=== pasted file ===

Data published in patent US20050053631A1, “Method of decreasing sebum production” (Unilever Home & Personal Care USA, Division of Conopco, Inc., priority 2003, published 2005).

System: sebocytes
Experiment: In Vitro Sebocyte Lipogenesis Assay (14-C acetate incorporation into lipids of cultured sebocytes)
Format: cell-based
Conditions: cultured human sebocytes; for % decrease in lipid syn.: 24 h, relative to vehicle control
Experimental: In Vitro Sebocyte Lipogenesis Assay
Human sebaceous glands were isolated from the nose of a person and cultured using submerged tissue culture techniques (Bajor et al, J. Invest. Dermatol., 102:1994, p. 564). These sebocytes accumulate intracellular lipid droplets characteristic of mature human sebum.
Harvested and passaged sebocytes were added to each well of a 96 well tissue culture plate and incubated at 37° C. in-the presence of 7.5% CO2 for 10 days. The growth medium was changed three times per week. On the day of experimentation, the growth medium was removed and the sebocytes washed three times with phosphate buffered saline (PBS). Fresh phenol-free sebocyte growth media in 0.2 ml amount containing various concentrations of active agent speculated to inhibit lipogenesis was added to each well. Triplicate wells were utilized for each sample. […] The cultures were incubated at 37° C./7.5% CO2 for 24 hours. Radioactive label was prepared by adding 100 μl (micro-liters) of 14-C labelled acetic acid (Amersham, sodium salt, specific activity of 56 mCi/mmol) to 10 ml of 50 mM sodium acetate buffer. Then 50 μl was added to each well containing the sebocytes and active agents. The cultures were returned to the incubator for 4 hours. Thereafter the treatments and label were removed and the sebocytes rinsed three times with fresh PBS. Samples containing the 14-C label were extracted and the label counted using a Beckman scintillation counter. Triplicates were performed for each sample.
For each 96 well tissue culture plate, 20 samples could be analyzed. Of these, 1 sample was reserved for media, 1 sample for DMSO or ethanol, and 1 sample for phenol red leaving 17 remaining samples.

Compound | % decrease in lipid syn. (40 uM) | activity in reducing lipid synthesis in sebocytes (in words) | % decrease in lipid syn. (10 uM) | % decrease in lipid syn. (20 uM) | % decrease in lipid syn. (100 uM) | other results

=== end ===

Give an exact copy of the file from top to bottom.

Data published in patent US20050053631A1, “Method of decreasing sebum production” (Unilever Home & Personal Care USA, Division of Conopco, Inc., priority 2003, published 2005).

System: sebocytes
Experiment: In Vitro Sebocyte Lipogenesis Assay (14-C acetate incorporation into lipids of cultured sebocytes)
Format: cell-based
Conditions: cultured human sebocytes; for % decrease in lipid syn.: 24 h, relative to vehicle control
Experimental: In Vitro Sebocyte Lipogenesis Assay
Human sebaceous glands were isolated from the nose of a person and cultured using submerged tissue culture techniques (Bajor et al, J. Invest. Dermatol., 102:1994, p. 564). These sebocytes accumulate intracellular lipid droplets characteristic of mature human sebum.
Harvested and passaged sebocytes were added to each well of a 96 well tissue culture plate and incubated at 37° C. in-the presence of 7.5% CO2 for 10 days. The growth medium was changed three times per week. On the day of experimentation, the growth medium was removed and the sebocytes washed three times with phosphate buffered saline (PBS). Fresh phenol-free sebocyte growth media in 0.2 ml amount containing various concentrations of active agent speculated to inhibit lipogenesis was added to each well. Triplicate wells were utilized for each sample. […] The cultures were incubated at 37° C./7.5% CO2 for 24 hours. Radioactive label was prepared by adding 100 μl (micro-liters) of 14-C labelled acetic acid (Amersham, sodium salt, specific activity of 56 mCi/mmol) to 10 ml of 50 mM sodium acetate buffer. Then 50 μl was added to each well containing the sebocytes and active agents. The cultures were returned to the incubator for 4 hours. Thereafter the treatments and label were removed and the sebocytes rinsed three times with fresh PBS. Samples containing the 14-C label were extracted and the label counted using a Beckman scintillation counter. Triplicates were performed for each sample.
For each 96 well tissue culture plate, 20 samples could be analyzed. Of these, 1 sample was reserved for media, 1 sample for DMSO or ethanol, and 1 sample for phenol red leaving 17 remaining samples.

Compound | % decrease in lipid syn. (40 uM) | activity in reducing lipid synthesis in sebocytes (in words) | % decrease in lipid syn. (10 uM) | % decrease in lipid syn. (20 uM) | % decrease in lipid syn. (100 uM) | other results